First off, as the previous poster said, there are plenty of parishes that have lively “parish life.”
But a lot of parishes had their parish life killed off, in the aftermath of Vatican II, by well-meaning people who thought they understood Vatican II to mean that you shouldn’t have the Legion of Mary going out evangelizing for Jesus door to door anymore, that the Holy Name Society for men was worthless, that praying the Rosary was worthless, that the Altar Guild making vestments and altarcloths with their own hands was worthless, that kids learning apologetics and theology to defend the faith was worthless, etc., etc. People were told that everything they liked about being Catholic was wrong, or a waste of money, or taking bread from the poor, or evil. And that they were the only ones who were complaining, and that was disobedient and evil. (There wasn’t any Internet to help people compare notes among parishes, either, or to help people find out what the Vatican II documents actually said.)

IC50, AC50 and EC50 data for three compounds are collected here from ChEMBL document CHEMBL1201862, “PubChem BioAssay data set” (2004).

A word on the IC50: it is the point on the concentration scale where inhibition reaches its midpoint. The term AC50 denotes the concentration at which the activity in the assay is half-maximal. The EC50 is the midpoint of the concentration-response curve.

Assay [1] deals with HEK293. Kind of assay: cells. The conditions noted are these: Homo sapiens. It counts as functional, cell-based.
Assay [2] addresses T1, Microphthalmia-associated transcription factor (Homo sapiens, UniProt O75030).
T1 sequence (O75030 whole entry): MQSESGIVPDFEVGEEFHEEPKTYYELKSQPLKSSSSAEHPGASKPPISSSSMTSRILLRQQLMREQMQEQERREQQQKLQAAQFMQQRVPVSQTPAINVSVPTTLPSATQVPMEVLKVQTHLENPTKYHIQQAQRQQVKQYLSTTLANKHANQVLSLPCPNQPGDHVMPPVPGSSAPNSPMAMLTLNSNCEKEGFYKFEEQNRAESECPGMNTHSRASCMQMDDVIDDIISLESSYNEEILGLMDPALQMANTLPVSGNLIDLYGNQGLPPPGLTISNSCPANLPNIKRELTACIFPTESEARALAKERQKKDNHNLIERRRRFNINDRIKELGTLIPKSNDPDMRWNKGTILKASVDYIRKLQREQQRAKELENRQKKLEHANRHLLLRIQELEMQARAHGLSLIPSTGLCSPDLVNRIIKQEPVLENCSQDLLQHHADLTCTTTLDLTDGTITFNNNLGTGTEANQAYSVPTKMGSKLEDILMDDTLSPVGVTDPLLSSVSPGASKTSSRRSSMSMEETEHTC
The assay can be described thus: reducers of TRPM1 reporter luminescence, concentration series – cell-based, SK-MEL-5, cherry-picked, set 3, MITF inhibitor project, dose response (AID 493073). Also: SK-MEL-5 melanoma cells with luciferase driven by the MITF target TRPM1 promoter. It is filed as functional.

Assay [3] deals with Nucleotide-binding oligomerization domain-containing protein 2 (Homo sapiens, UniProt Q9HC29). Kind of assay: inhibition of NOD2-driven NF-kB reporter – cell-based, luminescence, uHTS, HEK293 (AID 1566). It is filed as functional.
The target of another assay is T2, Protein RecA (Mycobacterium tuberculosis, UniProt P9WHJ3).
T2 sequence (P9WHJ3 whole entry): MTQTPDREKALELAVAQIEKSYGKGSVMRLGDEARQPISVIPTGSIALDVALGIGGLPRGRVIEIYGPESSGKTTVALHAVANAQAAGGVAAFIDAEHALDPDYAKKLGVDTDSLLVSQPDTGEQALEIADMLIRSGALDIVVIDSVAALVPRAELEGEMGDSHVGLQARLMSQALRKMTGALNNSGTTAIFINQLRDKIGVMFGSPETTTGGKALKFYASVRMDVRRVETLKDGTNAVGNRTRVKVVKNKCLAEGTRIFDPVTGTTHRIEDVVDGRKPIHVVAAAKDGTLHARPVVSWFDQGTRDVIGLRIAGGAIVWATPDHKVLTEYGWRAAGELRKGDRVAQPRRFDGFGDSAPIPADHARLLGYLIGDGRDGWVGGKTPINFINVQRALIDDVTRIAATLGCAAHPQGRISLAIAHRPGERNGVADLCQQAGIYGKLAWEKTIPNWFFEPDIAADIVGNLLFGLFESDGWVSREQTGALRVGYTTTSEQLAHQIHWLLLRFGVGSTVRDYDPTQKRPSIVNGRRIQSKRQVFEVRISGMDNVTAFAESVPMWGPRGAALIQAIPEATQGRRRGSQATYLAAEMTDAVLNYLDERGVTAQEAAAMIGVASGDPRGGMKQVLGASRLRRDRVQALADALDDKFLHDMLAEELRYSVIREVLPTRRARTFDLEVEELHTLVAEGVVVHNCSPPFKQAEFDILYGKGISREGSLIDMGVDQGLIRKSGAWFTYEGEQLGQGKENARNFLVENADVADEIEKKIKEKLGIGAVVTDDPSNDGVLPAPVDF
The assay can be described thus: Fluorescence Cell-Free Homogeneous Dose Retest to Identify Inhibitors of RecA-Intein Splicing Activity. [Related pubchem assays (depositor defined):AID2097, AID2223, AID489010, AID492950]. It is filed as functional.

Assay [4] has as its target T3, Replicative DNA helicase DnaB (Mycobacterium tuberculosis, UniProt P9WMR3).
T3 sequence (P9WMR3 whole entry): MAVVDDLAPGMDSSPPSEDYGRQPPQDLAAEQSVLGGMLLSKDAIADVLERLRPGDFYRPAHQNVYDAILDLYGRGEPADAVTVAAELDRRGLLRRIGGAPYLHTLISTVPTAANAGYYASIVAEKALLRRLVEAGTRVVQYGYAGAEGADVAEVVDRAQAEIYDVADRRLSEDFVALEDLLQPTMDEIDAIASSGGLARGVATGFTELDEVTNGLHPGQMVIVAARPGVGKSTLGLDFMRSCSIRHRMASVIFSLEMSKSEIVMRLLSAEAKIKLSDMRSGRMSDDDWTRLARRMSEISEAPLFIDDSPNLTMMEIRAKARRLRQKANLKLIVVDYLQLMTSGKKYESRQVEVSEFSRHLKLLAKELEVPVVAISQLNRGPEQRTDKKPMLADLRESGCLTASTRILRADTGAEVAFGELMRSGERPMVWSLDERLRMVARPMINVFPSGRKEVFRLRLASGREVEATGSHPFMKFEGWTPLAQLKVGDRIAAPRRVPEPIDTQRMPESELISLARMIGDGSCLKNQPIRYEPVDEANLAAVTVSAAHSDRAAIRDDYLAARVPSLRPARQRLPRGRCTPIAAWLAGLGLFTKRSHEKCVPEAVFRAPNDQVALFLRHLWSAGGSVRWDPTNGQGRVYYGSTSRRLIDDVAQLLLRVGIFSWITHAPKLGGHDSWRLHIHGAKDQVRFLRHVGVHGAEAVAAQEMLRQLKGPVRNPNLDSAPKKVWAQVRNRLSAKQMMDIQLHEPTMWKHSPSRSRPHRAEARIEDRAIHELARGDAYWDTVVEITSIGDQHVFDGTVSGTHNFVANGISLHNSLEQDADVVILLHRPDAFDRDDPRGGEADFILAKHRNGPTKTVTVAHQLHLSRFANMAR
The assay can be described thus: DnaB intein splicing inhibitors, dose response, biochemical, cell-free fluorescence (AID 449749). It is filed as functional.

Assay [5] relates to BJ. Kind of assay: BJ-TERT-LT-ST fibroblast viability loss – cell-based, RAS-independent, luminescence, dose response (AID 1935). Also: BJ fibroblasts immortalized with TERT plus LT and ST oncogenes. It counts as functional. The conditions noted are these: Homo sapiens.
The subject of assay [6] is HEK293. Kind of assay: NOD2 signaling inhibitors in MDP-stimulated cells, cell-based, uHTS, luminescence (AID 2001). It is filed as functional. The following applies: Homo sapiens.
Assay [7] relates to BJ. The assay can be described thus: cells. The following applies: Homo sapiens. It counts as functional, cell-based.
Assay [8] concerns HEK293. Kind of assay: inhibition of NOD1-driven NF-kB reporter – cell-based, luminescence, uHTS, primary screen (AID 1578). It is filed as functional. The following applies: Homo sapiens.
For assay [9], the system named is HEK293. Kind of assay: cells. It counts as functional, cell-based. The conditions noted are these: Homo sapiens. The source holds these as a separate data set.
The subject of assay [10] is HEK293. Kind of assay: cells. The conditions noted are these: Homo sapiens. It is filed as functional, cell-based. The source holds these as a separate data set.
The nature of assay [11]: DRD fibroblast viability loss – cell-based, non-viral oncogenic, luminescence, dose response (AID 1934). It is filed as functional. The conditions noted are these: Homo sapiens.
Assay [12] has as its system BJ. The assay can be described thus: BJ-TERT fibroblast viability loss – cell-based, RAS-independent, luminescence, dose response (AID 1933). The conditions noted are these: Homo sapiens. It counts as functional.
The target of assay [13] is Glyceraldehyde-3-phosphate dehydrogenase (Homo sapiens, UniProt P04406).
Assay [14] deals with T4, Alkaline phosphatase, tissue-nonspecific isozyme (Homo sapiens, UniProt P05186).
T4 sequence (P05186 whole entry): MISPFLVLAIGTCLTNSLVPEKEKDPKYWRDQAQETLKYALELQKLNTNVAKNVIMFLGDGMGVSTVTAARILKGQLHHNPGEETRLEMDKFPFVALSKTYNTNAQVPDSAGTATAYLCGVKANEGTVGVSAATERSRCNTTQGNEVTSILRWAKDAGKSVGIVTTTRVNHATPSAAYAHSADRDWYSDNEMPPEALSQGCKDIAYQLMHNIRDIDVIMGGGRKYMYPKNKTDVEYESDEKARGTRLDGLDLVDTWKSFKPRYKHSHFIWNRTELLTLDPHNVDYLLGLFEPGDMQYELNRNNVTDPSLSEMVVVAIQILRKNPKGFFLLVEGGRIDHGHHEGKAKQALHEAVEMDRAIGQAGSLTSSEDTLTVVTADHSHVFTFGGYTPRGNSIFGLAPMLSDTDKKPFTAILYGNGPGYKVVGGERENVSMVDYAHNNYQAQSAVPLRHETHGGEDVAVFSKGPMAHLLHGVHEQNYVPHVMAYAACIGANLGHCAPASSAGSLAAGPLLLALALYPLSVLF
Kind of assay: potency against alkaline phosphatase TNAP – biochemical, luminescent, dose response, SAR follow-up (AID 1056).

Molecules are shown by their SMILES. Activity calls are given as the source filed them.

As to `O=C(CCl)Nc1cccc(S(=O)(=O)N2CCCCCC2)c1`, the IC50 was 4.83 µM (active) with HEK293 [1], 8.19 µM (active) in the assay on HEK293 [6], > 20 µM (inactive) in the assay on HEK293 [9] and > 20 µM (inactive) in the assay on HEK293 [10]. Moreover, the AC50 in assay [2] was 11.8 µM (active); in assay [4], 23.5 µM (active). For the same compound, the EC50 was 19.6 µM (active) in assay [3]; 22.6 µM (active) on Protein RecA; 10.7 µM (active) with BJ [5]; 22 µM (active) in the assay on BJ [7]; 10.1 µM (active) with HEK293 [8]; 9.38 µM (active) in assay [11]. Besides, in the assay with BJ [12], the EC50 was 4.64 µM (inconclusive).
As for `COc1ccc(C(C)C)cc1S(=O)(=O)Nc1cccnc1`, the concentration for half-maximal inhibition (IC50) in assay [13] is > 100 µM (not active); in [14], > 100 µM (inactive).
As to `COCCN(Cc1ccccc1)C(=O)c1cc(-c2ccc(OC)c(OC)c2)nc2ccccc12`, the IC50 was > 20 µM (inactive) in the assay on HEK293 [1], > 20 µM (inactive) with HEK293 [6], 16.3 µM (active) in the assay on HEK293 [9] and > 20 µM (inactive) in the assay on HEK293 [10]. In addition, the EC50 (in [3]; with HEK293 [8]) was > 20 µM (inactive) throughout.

If you really want to understand how total the die-off was, find a parish that has a collection of church bulletins online. My old parish used to have theirs up, and I wish I’d saved them all; they were very telling. Over the course of maybe five years in the late sixties, all the old church groups disappeared, except the Knights of Columbus, CYO sports, and the various Scout troops. All the new groups were pretty ephemeral. It took until maybe the 1980’s for new groups to take hold.
The ironic thing was that lay involvement in that parish was killed off mostly by laypeople, in the name of greater lay involvement. Yeah. Amazing how some people know what’s good for us. And it was a time when people actually harassed other people about how they prayed inside their own heads. Nothing like a little attempt at mind control to really mess up personal devotion.
So yes, parish life was gravely wounded in many places, and it hasn’t come back all the way yet. People were taught to be unsure about their religion and what would be showing up next week that they’d be expected to do, so you still get a lot of that. People were taught by experience that it was safer to keep their heads down and to drag their feet about changing anything or doing anything, so you still get a lot of that.
(And then, of course, there have always been a lot of Irish and other ethnic influences, which basically make people shy about talking about religion in public, or getting to know people quickly. But that’s a whole other post.)